What are Residual Interest Bond (RIB)
Residual interest bonds (RIBs) are securities created when income from a municipal bond is divided into two segments. The first is a residual interest, floating-rate bond. The second is a primary-direct, floating rate bond. The resulting floaters will reverse relationship to a reference interest rate such as LIBOR. The income from the municipal bond is then used to pay the coupon on the direct floater, and any remaining revenue will go toward the residual interest bond.
A residual interest bond is also known as an inverse floater or inverse floating-rate bond.
BREAKING DOWN Residual Interest Bond (RIB)
Residual interest bonds (RIBs) enable municipal bond funds to promise higher current yields to their buyers. As rates on municipal bonds rise, holders of RIBs will own bonds which pay a lower coupon, or yield. This dropping yield drastically reduces the price of the bond on the secondary market.
Buyers of residual-interest bonds receive a higher interest rate than a conventional municipal bond would provide. However, the risk for these securities is elevated. An investor who holds an inverse floater maintains all of the underlying bond’s downside risk.
RIBs were first created in 1990 by Shearson, an investment banking firm. The goal of RIBS is to enhance yield and assist individual portfolio managers in controlling the maturity of their overall portfolio. Because of their high level of sophistication and potential volatility, most RIBs are owned by financial institutions instead of by individual investors.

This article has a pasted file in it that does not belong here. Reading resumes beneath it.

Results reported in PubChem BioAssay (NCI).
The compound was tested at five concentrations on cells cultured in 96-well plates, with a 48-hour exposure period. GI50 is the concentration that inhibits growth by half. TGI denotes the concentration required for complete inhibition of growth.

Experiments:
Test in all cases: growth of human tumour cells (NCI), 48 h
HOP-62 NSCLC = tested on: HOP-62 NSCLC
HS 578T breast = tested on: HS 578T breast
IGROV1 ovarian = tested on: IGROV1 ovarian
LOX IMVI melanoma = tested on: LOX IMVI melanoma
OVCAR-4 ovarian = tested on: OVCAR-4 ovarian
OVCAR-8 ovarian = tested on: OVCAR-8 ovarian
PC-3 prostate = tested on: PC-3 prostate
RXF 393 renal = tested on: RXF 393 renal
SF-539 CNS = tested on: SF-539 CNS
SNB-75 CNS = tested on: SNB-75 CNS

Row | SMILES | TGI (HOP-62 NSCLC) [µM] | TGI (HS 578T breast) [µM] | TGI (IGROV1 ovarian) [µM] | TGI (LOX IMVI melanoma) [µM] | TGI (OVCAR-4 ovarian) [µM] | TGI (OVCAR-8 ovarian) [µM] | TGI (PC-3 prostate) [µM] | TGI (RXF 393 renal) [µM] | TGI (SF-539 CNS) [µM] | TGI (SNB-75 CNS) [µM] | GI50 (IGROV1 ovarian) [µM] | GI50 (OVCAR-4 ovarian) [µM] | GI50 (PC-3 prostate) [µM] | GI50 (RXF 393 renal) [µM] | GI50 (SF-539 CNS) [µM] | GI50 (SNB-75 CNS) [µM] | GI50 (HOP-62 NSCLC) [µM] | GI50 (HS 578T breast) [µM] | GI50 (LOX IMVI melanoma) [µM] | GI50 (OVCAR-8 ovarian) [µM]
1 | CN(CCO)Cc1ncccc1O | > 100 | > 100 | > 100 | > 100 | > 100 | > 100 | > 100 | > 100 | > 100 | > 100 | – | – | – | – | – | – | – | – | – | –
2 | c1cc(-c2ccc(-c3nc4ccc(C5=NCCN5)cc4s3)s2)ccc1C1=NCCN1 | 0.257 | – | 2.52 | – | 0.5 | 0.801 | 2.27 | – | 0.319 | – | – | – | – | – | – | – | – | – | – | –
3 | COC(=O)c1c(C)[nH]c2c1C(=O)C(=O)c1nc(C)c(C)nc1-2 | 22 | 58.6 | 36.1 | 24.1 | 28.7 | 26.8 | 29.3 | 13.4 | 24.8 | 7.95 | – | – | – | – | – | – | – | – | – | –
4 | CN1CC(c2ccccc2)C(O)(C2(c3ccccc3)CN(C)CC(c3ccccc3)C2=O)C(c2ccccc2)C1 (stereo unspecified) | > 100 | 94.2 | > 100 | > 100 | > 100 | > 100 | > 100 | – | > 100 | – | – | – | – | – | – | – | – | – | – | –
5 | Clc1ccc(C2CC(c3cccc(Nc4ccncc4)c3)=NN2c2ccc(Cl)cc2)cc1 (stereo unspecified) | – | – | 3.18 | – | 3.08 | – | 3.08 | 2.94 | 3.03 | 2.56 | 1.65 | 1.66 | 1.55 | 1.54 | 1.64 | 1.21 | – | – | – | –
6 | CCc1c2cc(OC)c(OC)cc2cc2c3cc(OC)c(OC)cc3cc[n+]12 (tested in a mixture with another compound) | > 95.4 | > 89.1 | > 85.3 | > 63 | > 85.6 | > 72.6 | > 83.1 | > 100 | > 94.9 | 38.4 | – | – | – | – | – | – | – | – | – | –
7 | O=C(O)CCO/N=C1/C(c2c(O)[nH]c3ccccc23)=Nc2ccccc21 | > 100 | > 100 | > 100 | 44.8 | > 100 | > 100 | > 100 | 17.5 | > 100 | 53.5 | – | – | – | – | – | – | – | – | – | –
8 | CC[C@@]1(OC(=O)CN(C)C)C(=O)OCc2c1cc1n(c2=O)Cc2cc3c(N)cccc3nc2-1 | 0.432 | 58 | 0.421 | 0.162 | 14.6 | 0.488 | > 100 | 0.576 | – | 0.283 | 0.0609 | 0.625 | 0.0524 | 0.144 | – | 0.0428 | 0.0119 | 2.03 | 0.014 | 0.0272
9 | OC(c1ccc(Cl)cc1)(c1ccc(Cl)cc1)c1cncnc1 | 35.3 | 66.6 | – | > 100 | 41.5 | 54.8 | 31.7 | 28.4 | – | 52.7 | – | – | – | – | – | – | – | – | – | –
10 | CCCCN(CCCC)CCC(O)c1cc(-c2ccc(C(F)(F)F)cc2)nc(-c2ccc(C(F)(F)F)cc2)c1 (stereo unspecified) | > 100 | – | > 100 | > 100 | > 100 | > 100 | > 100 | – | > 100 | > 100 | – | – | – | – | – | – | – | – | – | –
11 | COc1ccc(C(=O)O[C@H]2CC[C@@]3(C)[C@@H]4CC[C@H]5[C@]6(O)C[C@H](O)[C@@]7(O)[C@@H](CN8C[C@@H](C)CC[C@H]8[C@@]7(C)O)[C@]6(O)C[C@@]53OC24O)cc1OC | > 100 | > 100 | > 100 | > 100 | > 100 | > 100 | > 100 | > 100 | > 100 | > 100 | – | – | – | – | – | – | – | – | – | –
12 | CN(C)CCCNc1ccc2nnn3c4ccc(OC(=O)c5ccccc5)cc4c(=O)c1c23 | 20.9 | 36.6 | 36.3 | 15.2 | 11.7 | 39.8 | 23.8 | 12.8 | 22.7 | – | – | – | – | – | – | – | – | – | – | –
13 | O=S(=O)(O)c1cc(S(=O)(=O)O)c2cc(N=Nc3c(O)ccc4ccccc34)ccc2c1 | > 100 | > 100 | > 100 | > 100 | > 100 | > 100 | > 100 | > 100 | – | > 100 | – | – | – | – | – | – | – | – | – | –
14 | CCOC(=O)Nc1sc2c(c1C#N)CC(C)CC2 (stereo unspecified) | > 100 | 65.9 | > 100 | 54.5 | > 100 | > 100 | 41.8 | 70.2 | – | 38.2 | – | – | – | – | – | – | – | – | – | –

What is a Municipal Bond
A municipal bond is a type of debt security commonly used by government entities such as states or municipalities as a means of financing large expenses. For instance, Springtown needs to raise $5 million so the town can perform much-needed updates to its elementary school. The town releases $5 million worth of municipal bonds that investors can purchase, to be paid back to the investors at a predetermined interest rate. Municipal bond income is usually exempt from federal taxes, and sometimes state taxes as well. There are two main types of municipal bonds. With a general obligation bond, the bond is backed by the issuing entity. A revenue bond uses revenue from the project itself to back the bond. For instance, if a state releases bonds in order to fund the construction of a new toll highway, the money collected from tolls would help to pay the bond off.